In Death, a Humbling Moment of Humanity
Published: Friday, February 14, 2014
Updated: Friday, February 14, 2014 00:02
We’ve heard the sons of Harvard tell how Crimson lines could hold them, as the Georgetown fight song pokes fun of a so-called rival up north, but now, I write about Harvard as a friend. On Feb. 10, slightly after midnight, a Crimson daughter named Angela Mathew was killed in a tragic car accident on her way home from a mock trial tournament in Richmond, Va. She was 20 years old.
I had watched Angela compete with her team at the regional tournament held at the University of Richmond the weekend spanning Feb. 8 and 9. Georgetown Mock Trial sent two of its three teams to compete, and I had the privilege to drive them there and cheer on my teammates and friends. In the second round of the day, the Georgetown B-team competed as the defense against the Harvard A-team’s prosecution. Angela played a witness, and she was talented and beautiful. Her teammates were collegial and admirably skilled as well. Three of them were also injured in the tragic accident that took Angela’s life just hours after the competition ended.
At around 5:30 p.m. Sunday, at the closing ceremonies of the tournament, Harvard was announced as the first-place team with seven wins and one loss. They were all deeply admired for their success — it was one brought about by clear dedication, passion, hard work, determination, skill and consideration. Seven hours later, that elation of victory was defeated by tragedy.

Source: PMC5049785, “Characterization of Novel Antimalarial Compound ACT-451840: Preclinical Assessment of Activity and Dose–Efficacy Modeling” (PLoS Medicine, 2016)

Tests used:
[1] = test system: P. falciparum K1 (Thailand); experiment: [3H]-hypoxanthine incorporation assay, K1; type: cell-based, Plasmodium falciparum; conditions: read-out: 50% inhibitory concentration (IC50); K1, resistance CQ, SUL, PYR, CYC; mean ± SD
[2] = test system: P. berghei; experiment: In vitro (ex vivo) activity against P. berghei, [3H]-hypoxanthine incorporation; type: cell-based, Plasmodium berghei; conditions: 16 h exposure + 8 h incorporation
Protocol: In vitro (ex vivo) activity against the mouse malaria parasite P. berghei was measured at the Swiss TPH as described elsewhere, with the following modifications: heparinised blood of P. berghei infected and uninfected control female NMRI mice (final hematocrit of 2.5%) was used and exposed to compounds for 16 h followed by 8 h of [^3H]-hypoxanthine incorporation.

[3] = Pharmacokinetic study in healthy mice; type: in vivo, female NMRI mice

The fragility of life bore heavily on my teammates and loved ones who were informed of the news; it sent us all into a state of grief that evening. We felt pained for those innocent friends from Harvard driving back home after an exhausting weekend, competing in an activity they poured their hearts into. I struggle to infuse these words with enough love to express how deeply sorry we are for their loss.
As a member of the Georgetown Mock Trial team for three and a half years and as the team’s current president, I wish to convey how much of a connection a member of the mock trial community feels with those around her or him. There is a competitive edge of strategy and finesse that goes into a round, but within this world of law and trial, there is transparency when it comes to the human relationships we form. Within these relationships, there is no theory, plan or competitive edge — there is merely an understanding of mutual passion and youthful joy. To think that our friends at Harvard have had joy stripped from them by senseless loss brings great anguish to all of us here at Georgetown.
Some of my fondest, most profoundly moving experiences during my time at Georgetown have come from the long practices, car rides, tournaments and celebrations shared with the members of Georgetown Mock Trial. Each and every person on the team is a brother or sister to me. I left the weekend at Richmond with a feeling secured in my soul that I was surrounded by some of Georgetown’s finest human beings and by some of my best friends. By extension, Harvard’s entire team is a family that we call our own and mourn for and with deeply. To imagine their loss is to tangibly feel the proximity of life’s end happening to any one of our own.
In the spirit of Georgetown, processing this loss involves discernment of the meaning behind the incomprehensible. As mock trial members, my teammates and I are accustomed to logical reasoning and problem solving. This accident, however, is irresolvable, senseless and subsequently humbling for us — it is a quiet reminder that while we share the same passion for law as Harvard’s team, we also share the mortality of humanity.
However, in the lesson of life’s brevity, there is the eternal verdict of God’s redeeming grace. In the seeming injustice of tragedy, we pay witness to the unfailing justice of God’s love. It is through this that we are all set free.
BEBE ALBORNOZ is a senior in the College. She is the president of the Georgetown University Mock Trial team.